In another village called Toli-Toli located in a coastal area of South East Sulawesi Province, a team of seven youths in the village was formed in 2000 to preserve and recover the coastal area around them. For more than 20 years, the fishermen of the surrounding communities had been using bombs (dynamites) and drugs for caching fish. The coastal communities also cut down the mangrove forests nearby them and took away the coral for their houses and other daily needs. As a result of the destruction of natural environment, the catch of fish gradually decreased, and erosion of the coast started. The seven youths of the village were worried about such situation, and started discussing among them. They started trying to make the community members aware of negative impact of fishery using bombs and drugs, introducing fish culture in a simple manner, and planting mangrove trees in the coastal area. At first, the other villagers considered the team seven as “funny young people”, but gradually their ideas and practices were accepted by the community. Then, the local government contacted with the team and provided opportunity for having training on marine coastal resource management. Finally, the village government established Zoning regulation of the marine and coastal area surrounding the village, and the villagers started some activities for conservation and rehabilitation of the natural environment such as planting mangrove, stopping using bombs and drugs in fishery, and patrolling the coastal area for stopping such fishery activities by the other communities.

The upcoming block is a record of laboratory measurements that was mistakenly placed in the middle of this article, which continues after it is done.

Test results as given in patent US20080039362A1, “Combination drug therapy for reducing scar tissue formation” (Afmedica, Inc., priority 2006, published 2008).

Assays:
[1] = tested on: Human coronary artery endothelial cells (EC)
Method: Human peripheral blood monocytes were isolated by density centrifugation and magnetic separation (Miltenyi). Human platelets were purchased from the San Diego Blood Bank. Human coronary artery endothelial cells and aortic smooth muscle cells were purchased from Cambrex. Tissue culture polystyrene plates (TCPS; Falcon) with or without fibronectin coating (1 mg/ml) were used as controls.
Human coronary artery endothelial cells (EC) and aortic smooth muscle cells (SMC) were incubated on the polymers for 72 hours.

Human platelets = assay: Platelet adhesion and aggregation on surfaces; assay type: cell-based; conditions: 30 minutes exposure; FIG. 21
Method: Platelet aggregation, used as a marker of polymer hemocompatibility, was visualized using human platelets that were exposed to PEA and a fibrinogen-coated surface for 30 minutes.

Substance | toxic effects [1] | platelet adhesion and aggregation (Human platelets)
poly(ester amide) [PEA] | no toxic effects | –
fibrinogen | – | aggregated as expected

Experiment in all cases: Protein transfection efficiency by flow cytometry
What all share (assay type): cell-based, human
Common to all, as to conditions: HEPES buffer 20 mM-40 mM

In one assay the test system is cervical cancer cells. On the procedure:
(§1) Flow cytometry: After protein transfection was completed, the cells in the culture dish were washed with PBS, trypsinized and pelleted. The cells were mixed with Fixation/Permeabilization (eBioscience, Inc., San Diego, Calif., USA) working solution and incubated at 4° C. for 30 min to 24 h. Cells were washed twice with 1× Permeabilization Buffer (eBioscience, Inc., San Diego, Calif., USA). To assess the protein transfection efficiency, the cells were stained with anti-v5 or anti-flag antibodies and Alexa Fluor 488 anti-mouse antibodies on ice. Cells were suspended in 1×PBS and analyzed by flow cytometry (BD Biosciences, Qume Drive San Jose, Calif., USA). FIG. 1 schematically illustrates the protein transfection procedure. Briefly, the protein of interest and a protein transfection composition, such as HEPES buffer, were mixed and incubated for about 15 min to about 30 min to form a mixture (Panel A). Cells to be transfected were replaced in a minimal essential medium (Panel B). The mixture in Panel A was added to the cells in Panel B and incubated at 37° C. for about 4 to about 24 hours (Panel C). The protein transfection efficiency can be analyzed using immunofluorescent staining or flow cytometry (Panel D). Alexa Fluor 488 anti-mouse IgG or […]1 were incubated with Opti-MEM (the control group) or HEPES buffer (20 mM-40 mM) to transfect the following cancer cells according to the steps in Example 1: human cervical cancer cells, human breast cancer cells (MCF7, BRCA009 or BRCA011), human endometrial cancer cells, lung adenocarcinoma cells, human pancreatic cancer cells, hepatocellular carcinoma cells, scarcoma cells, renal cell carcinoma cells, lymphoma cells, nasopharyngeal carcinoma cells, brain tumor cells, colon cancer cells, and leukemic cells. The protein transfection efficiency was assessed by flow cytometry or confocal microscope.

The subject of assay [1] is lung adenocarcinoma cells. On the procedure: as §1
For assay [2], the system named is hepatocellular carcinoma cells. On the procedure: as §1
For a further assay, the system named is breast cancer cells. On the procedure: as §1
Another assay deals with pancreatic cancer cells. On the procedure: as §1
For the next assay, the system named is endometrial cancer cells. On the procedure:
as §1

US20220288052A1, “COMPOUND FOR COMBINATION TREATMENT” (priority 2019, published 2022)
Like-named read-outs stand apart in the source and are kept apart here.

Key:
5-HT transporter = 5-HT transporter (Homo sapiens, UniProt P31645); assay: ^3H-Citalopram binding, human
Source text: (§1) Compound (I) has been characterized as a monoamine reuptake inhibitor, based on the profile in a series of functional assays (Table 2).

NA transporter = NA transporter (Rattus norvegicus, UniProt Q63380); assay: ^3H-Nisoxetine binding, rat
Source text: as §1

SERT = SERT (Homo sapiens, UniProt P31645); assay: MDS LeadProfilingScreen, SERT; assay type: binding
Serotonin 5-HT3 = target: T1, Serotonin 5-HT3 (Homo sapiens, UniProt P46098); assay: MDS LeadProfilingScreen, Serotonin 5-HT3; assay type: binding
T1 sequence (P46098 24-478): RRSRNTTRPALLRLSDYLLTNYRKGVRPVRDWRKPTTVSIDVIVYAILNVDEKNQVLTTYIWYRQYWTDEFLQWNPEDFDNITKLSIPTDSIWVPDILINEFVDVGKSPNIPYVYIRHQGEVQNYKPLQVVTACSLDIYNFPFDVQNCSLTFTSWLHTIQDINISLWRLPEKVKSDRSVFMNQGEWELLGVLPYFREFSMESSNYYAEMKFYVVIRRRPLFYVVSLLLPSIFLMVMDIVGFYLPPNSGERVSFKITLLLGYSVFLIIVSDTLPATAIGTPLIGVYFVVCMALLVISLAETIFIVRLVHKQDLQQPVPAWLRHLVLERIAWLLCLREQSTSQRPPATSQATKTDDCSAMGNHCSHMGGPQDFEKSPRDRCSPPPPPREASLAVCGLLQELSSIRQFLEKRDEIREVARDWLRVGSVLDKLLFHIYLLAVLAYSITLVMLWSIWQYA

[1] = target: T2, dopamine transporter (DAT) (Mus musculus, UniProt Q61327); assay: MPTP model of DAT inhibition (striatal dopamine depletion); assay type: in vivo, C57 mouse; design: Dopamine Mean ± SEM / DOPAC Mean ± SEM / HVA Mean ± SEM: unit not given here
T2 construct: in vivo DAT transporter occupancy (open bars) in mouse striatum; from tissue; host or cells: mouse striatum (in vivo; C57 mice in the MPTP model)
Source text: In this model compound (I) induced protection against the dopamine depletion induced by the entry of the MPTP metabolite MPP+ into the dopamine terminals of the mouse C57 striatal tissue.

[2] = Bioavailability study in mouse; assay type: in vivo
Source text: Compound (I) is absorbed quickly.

In both of the cases introduced above, and also in many other villages not only in Indonesia but also in your countries, there are initiatives of community members to overcome their problems. They started without any outside supports, and continued their effort for long time. If you witness such examples of community people’s continuous efforts, you will not be able to say “community participation to a project”. On the contrary, we should say that we, the outsiders, can participate in the community’s long history of struggling for their better life. And of course, from the perspective of sustainability of any activities, it is far better that the community people themselves initiate something than the outsiders bring some actions from outside.

What are the reasons for outsiders to come in?
If the main actors in community development are the community people themselves, what are the reasons for the outsiders to come into communities? To think about the answers, then, let us analyze the matter by using the following matrix.

Various knowledge or skills can be categorized into the boxes (A to D) above. What are they? Please think about it.

A (What both outsiders and community people know):
 Geographical characteristics of the area
 Population and number of households
 Major industries or economic activities of the community
 Formal leader and structure of village administration
 Internal resources available

B (What outsiders do not know but community people know):
 Traditional leadership and decision making system
 Norms, values, and regulations of the village
 History and myths of the community
 Traditional medical plants (herbs) and their utilization
 Cultural events, rituals, mutual helping groups